2015 GSA Annual Meeting in Baltimore, Maryland, USA (1-4 November 2015)

Paper No. 277-5
Presentation Time: 9:05 AM


CHOU, Luoth1, VAN MALDEGEM, Lennart2, BUONGIORNO, Joy3, ZINKE, Laura A.4, PETRYSHYN, Victoria A.5, SHAPIRO, Russell6, LOYD, Sean7, PIAZZA, Olivia5, CORSETTI, Frank A.5 and INTERNATIONAL GEOBIOLOGY COURSE, 20158, (1)Department of Earth and Environmental Sciences, University of Illinois at Chicago, 845 W. Taylor St, SES/MC 186, Chicago, IL 60607, (2)Max Planck Institute for Biogeochemistry, Bremen, 28359, Germany, (3)Microbiology, University of Tennessee, M409 Walters Life Sciences, Knoxville, TN 37996, (4)Marine Environmental Biology, University of Southern California, 3616 Trousdale Pkwy, AHF 107, Los Angeles, CA 90089-0371, (5)Department of Earth Sciences, University of Southern California, Los Angeles, CA 90089, (6)Geological and Environmental Sciences, California State University, Chico, Box 205, Chico, CA 95929-0205, (7)Department of Geological Sciences, California State University, Fullerton, Fullerton, CA 92831, (8)Wrigley Institute for Environmental Studies, University of Southern California, Los Angeles, CA 90089, lchou5@uic.edu

Throughout Earth history, stromatolites have ranged broadly in their complexity and the degree to which textures contain evidence for biogenicity. Archean and Proterozoic stromatolites are typically composed of sparry crust microfabrics and/or are fine-grained/finely laminated, whereas coarse-grained stromatolites appear much later in the Phanerozoic. Investigations of modern textural analogs of these stromatolites can be useful to understand the changes in stromatolite microstructure throughout Earth history.

Stromatolites with a sparry crust microstructure reminiscent of Proterozoic microstructures are found 60 meters above current lake level near Walker Lake, Nevada. During the Late Pleistocene, Walker Lake was part of Lake Lahontan, a large glacial lake covering a significant portion of northwestern Nevada. The stromatolites formed between ~41,460 to ~35,680 (radiocarbon ages on carbonate, calibrated YBP, IntCal13) over 14 cm, placing the age of formation within Marine Isotope Stage (MIS) 3, a time noted for significant climatic shifts. Clumped Isotope (Δ47) analysis revealed large temperature fluctuations during formation of the stromatolites. Using changes in conservative trace metals within the stromatolite, we modeled the fluctuation of volume of Walker Lake to be almost 50% over the course of of stromatolite accretion.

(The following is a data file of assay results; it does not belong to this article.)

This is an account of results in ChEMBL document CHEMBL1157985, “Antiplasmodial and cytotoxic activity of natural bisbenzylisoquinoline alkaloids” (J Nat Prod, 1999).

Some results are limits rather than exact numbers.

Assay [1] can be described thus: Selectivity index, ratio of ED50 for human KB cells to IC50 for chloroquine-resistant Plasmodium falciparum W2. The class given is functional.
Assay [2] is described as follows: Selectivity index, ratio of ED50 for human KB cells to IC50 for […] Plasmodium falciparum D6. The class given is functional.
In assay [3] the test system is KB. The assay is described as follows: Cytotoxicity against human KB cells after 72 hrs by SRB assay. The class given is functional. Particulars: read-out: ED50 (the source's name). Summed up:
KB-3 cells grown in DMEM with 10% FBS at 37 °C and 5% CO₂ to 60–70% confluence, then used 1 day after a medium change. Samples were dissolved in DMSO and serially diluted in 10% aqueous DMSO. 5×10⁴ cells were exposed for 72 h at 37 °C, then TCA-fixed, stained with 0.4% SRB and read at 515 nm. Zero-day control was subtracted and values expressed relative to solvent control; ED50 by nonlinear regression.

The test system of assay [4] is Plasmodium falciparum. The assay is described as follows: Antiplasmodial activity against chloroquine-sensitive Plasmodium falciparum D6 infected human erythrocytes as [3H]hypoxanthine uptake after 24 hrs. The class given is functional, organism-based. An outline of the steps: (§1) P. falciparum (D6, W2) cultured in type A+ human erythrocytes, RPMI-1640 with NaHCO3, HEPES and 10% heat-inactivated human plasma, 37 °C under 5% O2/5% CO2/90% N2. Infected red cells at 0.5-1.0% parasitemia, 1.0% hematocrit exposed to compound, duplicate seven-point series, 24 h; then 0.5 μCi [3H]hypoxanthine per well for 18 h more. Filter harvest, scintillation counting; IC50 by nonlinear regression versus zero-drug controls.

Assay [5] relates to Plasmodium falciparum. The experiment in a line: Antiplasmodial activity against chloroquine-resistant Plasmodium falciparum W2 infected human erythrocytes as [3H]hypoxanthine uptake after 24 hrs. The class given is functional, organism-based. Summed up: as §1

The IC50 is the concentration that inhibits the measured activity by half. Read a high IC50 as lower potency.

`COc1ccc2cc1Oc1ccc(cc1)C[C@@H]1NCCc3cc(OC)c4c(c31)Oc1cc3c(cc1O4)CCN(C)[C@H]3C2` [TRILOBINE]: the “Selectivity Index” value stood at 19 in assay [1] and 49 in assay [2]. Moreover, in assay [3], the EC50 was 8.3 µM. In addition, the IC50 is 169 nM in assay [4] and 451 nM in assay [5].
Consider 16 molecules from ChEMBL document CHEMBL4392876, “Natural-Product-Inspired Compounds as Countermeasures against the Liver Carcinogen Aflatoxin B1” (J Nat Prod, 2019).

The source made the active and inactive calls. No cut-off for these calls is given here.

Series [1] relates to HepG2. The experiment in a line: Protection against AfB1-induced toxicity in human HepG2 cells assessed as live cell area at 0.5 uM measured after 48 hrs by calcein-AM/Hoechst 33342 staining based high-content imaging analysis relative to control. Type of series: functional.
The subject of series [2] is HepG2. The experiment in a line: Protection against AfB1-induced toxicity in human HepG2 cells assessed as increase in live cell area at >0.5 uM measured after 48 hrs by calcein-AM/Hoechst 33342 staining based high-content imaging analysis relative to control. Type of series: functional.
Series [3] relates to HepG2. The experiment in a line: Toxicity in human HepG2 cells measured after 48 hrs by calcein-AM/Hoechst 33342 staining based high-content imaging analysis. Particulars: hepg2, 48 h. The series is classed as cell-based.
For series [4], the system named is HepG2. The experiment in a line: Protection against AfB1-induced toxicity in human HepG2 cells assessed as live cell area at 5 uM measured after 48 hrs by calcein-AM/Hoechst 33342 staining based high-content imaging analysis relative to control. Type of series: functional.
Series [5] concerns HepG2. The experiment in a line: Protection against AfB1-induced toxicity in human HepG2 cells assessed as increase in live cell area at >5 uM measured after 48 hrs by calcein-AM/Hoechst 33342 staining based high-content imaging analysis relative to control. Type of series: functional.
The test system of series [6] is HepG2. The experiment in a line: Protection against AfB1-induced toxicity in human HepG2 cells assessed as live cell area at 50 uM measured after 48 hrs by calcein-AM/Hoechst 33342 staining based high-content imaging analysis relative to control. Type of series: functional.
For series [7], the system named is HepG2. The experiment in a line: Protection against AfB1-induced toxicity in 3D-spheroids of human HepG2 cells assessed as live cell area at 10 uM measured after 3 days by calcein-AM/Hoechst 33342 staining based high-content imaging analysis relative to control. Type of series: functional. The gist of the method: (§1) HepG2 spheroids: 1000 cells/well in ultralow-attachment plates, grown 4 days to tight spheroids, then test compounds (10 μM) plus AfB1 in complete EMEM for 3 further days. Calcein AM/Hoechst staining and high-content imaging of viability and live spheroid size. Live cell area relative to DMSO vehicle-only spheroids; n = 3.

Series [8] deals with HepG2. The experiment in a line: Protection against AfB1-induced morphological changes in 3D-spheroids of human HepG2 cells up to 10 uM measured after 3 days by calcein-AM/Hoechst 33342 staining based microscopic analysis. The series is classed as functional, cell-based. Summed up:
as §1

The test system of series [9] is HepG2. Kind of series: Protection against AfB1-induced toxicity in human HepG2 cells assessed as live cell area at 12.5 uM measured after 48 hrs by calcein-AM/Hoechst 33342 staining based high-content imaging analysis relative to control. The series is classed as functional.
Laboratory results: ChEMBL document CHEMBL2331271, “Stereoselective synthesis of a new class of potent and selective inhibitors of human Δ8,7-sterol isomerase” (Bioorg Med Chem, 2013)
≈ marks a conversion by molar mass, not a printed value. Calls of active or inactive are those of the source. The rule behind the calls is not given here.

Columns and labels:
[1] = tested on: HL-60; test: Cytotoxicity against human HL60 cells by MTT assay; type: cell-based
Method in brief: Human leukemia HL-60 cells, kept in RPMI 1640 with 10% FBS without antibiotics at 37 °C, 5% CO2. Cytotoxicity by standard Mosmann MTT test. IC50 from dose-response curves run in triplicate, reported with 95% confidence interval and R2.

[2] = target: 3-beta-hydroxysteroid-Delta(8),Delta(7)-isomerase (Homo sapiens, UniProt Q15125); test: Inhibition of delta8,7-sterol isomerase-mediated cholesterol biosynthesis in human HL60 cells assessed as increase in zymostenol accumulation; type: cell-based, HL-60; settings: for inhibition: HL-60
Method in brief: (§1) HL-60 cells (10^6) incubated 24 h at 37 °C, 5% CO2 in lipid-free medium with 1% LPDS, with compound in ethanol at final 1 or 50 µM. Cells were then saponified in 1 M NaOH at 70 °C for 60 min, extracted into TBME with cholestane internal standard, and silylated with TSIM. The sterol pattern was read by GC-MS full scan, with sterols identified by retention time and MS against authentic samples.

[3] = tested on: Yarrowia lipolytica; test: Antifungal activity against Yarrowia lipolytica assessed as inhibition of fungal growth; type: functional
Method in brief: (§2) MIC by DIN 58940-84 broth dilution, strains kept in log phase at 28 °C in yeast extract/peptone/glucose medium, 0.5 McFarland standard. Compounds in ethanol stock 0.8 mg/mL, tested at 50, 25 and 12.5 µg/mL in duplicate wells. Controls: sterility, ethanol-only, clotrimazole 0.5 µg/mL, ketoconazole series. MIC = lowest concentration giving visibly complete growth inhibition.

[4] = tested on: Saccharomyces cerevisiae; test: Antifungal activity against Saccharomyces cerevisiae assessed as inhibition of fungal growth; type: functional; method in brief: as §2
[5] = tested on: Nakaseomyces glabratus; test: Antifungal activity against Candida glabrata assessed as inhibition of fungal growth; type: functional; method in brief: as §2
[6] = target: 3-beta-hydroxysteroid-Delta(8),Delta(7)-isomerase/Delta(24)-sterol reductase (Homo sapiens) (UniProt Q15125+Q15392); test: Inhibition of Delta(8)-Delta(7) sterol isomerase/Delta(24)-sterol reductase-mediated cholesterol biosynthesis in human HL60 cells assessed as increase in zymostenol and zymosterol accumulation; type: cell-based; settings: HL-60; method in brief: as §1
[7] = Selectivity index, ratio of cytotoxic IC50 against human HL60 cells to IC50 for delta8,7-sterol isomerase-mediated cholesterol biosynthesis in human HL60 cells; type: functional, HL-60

Several unexpected results emerge from the environmental scenario for Walker Lake during stromatolite accretion. With respect to climate studies, the stromatolites appear to represent an archive of climate that records dramatic lake level and temperature fluctuations during MIS 3. As an analogue to help understand ancient stromatolite formation, a rate of accretion can be calculated ~25 microns per year. Although we do not know how rapidly Proterozoic stromatolites grew, an understanding of more modern examples provides bounds to understand ancient examples. Furthermore, environmental conditions changed significantly during stromatolite accretion, but in general the microstructure remained similar. Based on our analyses, we propose Walker Lake stromatolites as a useful analog for understanding Proterozoic stromatolite formation and an archive for more recent climate change.